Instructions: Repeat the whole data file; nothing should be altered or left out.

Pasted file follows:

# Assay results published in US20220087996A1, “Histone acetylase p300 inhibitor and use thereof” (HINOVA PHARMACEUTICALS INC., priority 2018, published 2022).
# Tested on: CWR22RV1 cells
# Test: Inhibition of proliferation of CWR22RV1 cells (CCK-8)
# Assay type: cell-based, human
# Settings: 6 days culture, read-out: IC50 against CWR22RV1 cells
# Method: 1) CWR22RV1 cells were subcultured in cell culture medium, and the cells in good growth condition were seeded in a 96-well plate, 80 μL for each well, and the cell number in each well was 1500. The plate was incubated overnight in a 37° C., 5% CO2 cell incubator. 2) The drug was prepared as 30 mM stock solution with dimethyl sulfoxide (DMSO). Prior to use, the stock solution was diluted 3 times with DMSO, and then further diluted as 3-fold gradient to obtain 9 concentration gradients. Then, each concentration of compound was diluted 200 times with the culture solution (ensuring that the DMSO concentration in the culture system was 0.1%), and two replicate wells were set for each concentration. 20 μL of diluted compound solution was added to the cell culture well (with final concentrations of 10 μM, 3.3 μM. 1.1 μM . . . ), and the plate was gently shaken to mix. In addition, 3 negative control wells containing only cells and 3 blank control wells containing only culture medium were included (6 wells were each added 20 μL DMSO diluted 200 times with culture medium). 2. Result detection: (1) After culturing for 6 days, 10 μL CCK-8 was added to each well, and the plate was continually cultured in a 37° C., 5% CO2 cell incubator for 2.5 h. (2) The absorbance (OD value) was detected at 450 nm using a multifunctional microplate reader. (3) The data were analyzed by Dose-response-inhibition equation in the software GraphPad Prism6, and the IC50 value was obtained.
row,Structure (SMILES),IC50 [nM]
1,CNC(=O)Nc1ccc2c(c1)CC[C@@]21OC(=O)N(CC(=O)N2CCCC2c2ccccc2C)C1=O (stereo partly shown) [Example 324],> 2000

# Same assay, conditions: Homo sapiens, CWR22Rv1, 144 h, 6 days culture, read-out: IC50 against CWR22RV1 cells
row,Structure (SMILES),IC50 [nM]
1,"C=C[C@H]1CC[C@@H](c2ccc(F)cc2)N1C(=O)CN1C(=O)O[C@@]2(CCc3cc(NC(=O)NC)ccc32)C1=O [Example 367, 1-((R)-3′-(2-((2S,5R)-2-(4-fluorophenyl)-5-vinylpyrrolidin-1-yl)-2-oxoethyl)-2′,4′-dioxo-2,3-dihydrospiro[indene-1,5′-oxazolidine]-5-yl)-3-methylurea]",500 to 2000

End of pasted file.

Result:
# Assay results published in US20220087996A1, “Histone acetylase p300 inhibitor and use thereof” (HINOVA PHARMACEUTICALS INC., priority 2018, published 2022).
# Tested on: CWR22RV1 cells
# Test: Inhibition of proliferation of CWR22RV1 cells (CCK-8)
# Assay type: cell-based, human
# Settings: 6 days culture, read-out: IC50 against CWR22RV1 cells
# Method: 1) CWR22RV1 cells were subcultured in cell culture medium, and the cells in good growth condition were seeded in a 96-well plate, 80 μL for each well, and the cell number in each well was 1500. The plate was incubated overnight in a 37° C., 5% CO2 cell incubator. 2) The drug was prepared as 30 mM stock solution with dimethyl sulfoxide (DMSO). Prior to use, the stock solution was diluted 3 times with DMSO, and then further diluted as 3-fold gradient to obtain 9 concentration gradients. Then, each concentration of compound was diluted 200 times with the culture solution (ensuring that the DMSO concentration in the culture system was 0.1%), and two replicate wells were set for each concentration. 20 μL of diluted compound solution was added to the cell culture well (with final concentrations of 10 μM, 3.3 μM. 1.1 μM . . . ), and the plate was gently shaken to mix. In addition, 3 negative control wells containing only cells and 3 blank control wells containing only culture medium were included (6 wells were each added 20 μL DMSO diluted 200 times with culture medium). 2. Result detection: (1) After culturing for 6 days, 10 μL CCK-8 was added to each well, and the plate was continually cultured in a 37° C., 5% CO2 cell incubator for 2.5 h. (2) The absorbance (OD value) was detected at 450 nm using a multifunctional microplate reader. (3) The data were analyzed by Dose-response-inhibition equation in the software GraphPad Prism6, and the IC50 value was obtained.
row,Structure (SMILES),IC50 [nM]
1,CNC(=O)Nc1ccc2c(c1)CC[C@@]21OC(=O)N(CC(=O)N2CCCC2c2ccccc2C)C1=O (stereo partly shown) [Example 324],> 2000

# Same assay, conditions: Homo sapiens, CWR22Rv1, 144 h, 6 days culture, read-out: IC50 against CWR22RV1 cells
row,Structure (SMILES),IC50 [nM]
1,"C=C[C@H]1CC[C@@H](c2ccc(F)cc2)N1C(=O)CN1C(=O)O[C@@]2(CCc3cc(NC(=O)NC)ccc32)C1=O [Example 367, 1-((R)-3′-(2-((2S,5R)-2-(4-fluorophenyl)-5-vinylpyrrolidin-1-yl)-2-oxoethyl)-2′,4′-dioxo-2,3-dihydrospiro[indene-1,5′-oxazolidine]-5-yl)-3-methylurea]",500 to 2000